¶7. In 2013, the circuit court allowed the Deograciases to add Alabama Great Southern Railroad Company "AGS" as a necessary party. On June 11, 2013, the Deograciases

330 So.3d 404

filed an amended answer raising as a defense that Kleyle had violated the anti-assignment/sublease provision contained in the lease between AGS and Kleyle. AGS was subsequently dismissed from the case with prejudice on July 28, 2014.

¶8. The Deograciases filed a second motion to dismiss, based upon the alleged invalidity of their sublease with Kleyle because AGS had not agreed to the sublease. The circuit court granted the motion and dismissed the complaint; so Kleyle appealed, and the appeal was assigned to this Court. In Kleyle v. Deogracias , 195 So. 3d 234 (Miss. Ct. App. 2016) ("Kleyle I "), we reversed and remanded for further proceedings, holding that "[b]ecause AGS's lack of consent to the sublease never deprived the Deograciases of use or occupancy of the premises, it [was] not a basis for the Deograciases to avoid their concomitant obligation to pay rent." Kleyle , 195 So. 3d at 238 (¶12). However, we made no ruling in Kleyle I with regard to the validity of the lease agreement between Kleyle and the Deograciases or their status as tenants under the lease.

¶9. On remand, the case was reassigned from Judge Harrell to Judge Mozingo, who presided over the bench trial on March 20, 2019. At the close of Kleyle's case, counsel for the Deograciases moved for a dismissal, arguing "that the plaintiff has failed to carry its burden and prove his case, and based on that[,] ask[ed] for directed verdict." Finding Lease 2 controlling, the court granted the Deograciases’ motion because Lease 2 was "voidable, ... if not, void on its face," for the following reasons: (1) the lease had "no end date for the contract"; (2) Myrna had "forged her husband's name" on the lease agreement; and (3) "there's no attestation or notary page[; s]o we don't know who signed it." The court subsequently entered a judgment of dismissal on March 25, 2019, finding that (1) there was no valid, enforceable lease; and (2) the Deograciases were month-to-month, at-will tenants, which relieved them of any notice requirement to cancel contained in Lease 2. Kleyle was not awarded any past-due rent or damages. The court denied Kleyle's motion to reconsider.

¶10. Kleyle appeals the circuit court's judgment, alleging the court erred by: (1) granting the motion to dismiss on the basis that the subject lease agreement was not valid; (2) transferring the case from Judge Harrell to Judge Mozingo; and (3) refusing to enter a judgment for the costs of appeal assessed in Kleyle I and by allowing the Deograciases to participate in the trial of this case.5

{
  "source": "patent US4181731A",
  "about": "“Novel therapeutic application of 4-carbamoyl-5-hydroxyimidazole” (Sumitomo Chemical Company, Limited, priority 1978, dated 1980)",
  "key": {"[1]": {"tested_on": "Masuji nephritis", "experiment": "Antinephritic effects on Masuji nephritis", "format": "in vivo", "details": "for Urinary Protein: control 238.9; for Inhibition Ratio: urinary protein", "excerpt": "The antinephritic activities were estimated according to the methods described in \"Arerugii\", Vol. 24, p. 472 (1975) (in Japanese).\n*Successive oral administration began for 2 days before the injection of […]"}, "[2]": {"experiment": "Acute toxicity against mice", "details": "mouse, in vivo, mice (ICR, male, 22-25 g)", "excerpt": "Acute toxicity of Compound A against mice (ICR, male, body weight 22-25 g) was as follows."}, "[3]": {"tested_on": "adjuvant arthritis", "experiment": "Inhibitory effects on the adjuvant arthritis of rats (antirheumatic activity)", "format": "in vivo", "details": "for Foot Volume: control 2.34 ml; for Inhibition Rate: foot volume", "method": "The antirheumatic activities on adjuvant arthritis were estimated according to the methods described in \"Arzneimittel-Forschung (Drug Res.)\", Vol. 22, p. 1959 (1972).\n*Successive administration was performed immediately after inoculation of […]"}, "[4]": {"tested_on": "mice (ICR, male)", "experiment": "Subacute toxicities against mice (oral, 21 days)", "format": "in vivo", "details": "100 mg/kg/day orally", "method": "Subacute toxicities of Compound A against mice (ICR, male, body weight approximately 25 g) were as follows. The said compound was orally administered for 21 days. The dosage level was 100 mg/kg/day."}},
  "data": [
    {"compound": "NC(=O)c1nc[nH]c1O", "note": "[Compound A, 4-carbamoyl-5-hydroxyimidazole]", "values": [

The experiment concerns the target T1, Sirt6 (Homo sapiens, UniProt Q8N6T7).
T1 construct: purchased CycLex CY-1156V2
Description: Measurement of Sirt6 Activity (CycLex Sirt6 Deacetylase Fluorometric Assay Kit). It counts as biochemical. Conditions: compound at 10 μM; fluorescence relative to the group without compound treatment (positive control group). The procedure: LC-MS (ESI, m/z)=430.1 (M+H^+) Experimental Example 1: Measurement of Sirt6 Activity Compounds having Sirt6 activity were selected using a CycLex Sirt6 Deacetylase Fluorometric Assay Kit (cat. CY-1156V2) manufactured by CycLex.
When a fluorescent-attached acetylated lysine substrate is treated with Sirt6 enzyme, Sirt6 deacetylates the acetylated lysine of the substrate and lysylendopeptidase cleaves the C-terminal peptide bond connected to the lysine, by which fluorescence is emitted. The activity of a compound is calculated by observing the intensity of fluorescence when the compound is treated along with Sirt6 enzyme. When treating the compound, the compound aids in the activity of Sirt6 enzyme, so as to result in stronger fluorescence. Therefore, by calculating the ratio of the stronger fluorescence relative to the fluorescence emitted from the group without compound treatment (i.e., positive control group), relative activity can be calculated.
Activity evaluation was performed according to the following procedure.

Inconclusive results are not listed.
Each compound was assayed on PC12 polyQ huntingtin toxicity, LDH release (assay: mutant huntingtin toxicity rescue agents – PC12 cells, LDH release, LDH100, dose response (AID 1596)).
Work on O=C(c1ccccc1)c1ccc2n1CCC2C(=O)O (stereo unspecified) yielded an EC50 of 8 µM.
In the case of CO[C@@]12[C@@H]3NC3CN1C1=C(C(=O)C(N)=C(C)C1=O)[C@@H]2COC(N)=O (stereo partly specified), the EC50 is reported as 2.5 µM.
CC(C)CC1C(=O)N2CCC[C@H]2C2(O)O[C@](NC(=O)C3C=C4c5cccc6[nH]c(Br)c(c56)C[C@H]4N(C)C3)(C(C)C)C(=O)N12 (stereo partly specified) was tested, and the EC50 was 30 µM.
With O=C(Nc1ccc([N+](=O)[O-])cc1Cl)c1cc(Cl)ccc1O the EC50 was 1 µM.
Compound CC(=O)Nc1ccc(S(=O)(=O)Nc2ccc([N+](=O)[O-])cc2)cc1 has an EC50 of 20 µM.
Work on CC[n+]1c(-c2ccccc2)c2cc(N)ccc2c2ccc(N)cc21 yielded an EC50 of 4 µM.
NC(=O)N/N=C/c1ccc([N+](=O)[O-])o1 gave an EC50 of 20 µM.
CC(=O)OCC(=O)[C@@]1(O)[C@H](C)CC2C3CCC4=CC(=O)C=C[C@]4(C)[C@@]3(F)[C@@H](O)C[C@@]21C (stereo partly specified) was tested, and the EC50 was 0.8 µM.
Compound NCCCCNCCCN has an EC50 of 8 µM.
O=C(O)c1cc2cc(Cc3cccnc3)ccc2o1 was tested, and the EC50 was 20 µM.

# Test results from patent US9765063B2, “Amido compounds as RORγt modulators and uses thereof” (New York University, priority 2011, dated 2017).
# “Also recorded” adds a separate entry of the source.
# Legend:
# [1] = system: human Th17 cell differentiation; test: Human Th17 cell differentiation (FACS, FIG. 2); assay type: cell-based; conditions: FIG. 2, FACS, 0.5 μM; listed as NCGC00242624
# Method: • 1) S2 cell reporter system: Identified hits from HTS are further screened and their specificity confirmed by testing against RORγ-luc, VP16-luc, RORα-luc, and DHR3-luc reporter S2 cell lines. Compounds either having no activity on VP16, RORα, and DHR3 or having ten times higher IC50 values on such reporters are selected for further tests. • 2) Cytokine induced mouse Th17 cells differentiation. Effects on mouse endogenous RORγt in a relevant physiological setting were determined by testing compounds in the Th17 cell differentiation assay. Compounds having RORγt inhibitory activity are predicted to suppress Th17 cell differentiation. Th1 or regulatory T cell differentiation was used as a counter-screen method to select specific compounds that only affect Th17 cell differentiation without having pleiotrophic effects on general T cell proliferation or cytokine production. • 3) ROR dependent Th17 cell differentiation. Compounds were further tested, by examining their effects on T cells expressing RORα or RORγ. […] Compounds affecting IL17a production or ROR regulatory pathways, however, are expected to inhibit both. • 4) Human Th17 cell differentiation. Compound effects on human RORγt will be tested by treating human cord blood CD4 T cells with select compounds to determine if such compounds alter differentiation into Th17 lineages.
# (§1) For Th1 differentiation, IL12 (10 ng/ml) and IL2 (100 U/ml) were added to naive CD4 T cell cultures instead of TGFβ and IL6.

¶11. The Deograciases moved for a directed verdict at trial, which the circuit court granted. At a bench trial, "the proper motion to make at the close of plaintiff's case-in-chief is a motion for involuntary dismissal ... [;] directed verdicts are reserved only for jury trials." Ladner v. Stone Cty. , 938 So. 2d 270, 273 (¶9) (Miss. Ct. App. 2006) (citing M.R.C.P. 41(b), 50(a) ). However, "rather than reversing a trial court's judgment granting a directed verdict due to a procedural error, this Court has considered such appeals under the standard of review for a motion for involuntary dismissal." Vermillion v. Perkett , 281 So. 3d 925, 929 (¶11) (Miss. Ct. App. 2019) (citation omitted).

¶12. When making a determination on a motion for involuntary dismissal pursuant to Mississippi Rule of Civil Procedure 41(b), "the trial court should consider

330 So.3d 405

‘the evidence fairly, as distinguished from in the light most favorable to the plaintiff,’ and the judge should dismiss the case if it would find for the defendant." Ladner , 938 So. 2d at 273 (¶10) (quoting Century 21 Deep S. Props. Ltd. v. Corson , 612 So. 2d 359, 369 (Miss. 1992) ). Upon review, "we will not overturn the decision of [the court] if its findings are supported by substantial evidence unless [the court] abused its discretion, was manifestly wrong, or applied an erroneous legal standard." SKL Invs. Inc. v. Hardin , 170 So. 3d 588, 591 (¶12) (Miss. Ct. App. 2014) (quoting Jones v. Jones , 101 So. 3d 731, 732 (¶4) (Miss. Ct. App. 2012) ).


¶13. We find the second assignment of error raised by Kleyle is waived on appeal. Nothing in the record indicates that Kleyle opposed the transfer of the case from Judge Harrell to Judge Mozingo; Kleyle even moved for a bench trial twice after the case was transferred to Judge Mozingo.

¶14. Regarding the third assignment of error, it was not until his...